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Guwahati (Assam) [India], Jan 19 : With 6,484 young athletes taking part in 20 disciplines at the start of Khelo India Youth Games in Guwahati, the focus has been firmly fixed on the action on the playing fields. Flying under the radar are the men and women sitting behind the young athletes and creating the conveyor belt that feeds Indian sport.

“If I spill the secrets, then what’s the point? Different coaches have different techniques. But they must agree that coaching is about empowering athletes to make the correct choices in high-pressure situations,” Suma Shirur, India’s junior rifle team coach said in a statement.

Shirur thinks of her job as a facilitator as someone who helps young shooters gather the tools that can improve their performances. Rather than giving them in-competition advice, create scenarios in practice where they can find the solutions themselves.

Shirur also emphasises the pressures put on young athletes by parents themselves.

“They sacrifice a lot for the athlete, so they expect results. But, and this is a point she makes strongly, a coach’s job is to serve as a facilitator rather than as a result generator. If an athlete loses but learns something very important, then I am happy,” she said.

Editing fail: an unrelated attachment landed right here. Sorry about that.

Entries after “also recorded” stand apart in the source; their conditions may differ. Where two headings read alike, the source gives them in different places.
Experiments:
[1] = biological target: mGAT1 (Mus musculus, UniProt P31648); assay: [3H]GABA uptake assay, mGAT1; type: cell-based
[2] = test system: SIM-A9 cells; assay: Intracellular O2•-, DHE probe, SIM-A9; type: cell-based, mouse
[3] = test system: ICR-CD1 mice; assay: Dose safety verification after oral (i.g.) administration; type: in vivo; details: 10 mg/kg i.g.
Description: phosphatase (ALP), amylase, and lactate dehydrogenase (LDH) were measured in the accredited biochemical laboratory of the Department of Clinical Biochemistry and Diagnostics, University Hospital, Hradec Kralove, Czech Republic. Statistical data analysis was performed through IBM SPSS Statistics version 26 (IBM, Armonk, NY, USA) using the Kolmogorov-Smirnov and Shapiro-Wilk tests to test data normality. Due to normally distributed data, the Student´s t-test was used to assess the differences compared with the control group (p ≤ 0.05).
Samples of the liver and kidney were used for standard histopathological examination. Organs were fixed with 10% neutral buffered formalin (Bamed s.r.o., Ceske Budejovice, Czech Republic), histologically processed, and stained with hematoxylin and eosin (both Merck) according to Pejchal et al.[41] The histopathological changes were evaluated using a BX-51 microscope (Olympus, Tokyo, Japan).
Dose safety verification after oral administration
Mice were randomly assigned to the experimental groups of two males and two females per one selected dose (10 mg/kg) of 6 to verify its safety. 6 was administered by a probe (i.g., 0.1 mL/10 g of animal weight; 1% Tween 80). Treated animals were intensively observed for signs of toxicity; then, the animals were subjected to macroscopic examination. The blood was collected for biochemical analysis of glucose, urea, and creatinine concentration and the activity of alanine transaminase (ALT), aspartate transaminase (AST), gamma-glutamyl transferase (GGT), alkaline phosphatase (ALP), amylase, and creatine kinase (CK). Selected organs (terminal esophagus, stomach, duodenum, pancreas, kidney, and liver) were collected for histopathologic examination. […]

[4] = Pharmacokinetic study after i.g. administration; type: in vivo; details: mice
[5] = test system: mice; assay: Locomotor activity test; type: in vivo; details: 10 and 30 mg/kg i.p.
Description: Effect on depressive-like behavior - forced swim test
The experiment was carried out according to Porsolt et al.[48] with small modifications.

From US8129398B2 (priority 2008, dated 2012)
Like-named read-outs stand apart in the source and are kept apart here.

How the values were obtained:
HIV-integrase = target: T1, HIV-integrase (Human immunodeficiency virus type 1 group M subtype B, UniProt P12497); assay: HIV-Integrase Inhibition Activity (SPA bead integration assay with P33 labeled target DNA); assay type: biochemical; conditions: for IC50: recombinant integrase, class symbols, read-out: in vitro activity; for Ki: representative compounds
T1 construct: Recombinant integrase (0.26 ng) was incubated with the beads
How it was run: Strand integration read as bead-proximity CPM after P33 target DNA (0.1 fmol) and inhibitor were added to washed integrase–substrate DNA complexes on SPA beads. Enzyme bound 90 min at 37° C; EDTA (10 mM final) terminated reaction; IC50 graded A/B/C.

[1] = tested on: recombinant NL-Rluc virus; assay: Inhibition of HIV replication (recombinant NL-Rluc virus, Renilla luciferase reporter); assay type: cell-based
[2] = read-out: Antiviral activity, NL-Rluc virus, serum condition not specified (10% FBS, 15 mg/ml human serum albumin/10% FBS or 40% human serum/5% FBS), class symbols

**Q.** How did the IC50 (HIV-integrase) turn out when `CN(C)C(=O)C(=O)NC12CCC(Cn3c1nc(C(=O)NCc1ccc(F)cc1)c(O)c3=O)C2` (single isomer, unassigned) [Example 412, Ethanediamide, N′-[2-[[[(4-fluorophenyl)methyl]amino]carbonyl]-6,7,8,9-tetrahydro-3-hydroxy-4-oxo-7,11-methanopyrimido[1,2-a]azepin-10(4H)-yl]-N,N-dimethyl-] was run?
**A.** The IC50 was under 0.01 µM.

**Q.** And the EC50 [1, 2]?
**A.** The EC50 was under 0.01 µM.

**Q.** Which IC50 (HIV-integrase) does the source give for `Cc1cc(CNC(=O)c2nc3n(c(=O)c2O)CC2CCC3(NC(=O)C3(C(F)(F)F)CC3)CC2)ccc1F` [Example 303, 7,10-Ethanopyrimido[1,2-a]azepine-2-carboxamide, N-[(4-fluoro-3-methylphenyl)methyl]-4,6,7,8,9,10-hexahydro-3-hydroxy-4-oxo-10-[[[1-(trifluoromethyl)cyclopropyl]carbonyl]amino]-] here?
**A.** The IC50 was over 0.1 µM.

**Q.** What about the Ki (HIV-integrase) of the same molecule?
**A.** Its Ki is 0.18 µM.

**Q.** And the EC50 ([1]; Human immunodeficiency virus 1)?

While there are sports where coaches work on improving efficiency and inducing calm, there are others where the coach is the direct influencer of strategy.

“In weightlifting, coaches can have a direct influence on their athlete’s result,” Veteran weightlifting coach and Dronacharya winner Pal Singh Sandhu said.

He pointed out how Assam’s Chitra Chetia’s bronze in the U17 40kg competition was influenced completely by her coach’s decision to change the weight because of the opponent’s attempt.”

Chetia had gone into the clean and jerk in fourth place and with the gold and silver medals far beyond her reach, she was locked in a battle for bronze with UP’s Shivani Yadav. Yadav and Chetia both completed their first lifts successfully, with Yadav lifting a kilo more.

On the second, both attempted the same weight (56kg) and failed. And that is where her coach stepped in. While Shivani attempted and successfully lifted 56kg on her third attempt, Chetia increased her weight by two kilos – she had never successfully lifted more in competition -completed her lift to win the bronze. In the aftermath of the celebration, she said it was her coach and his message of ‘win it for Assam’ that fuelled her lift.


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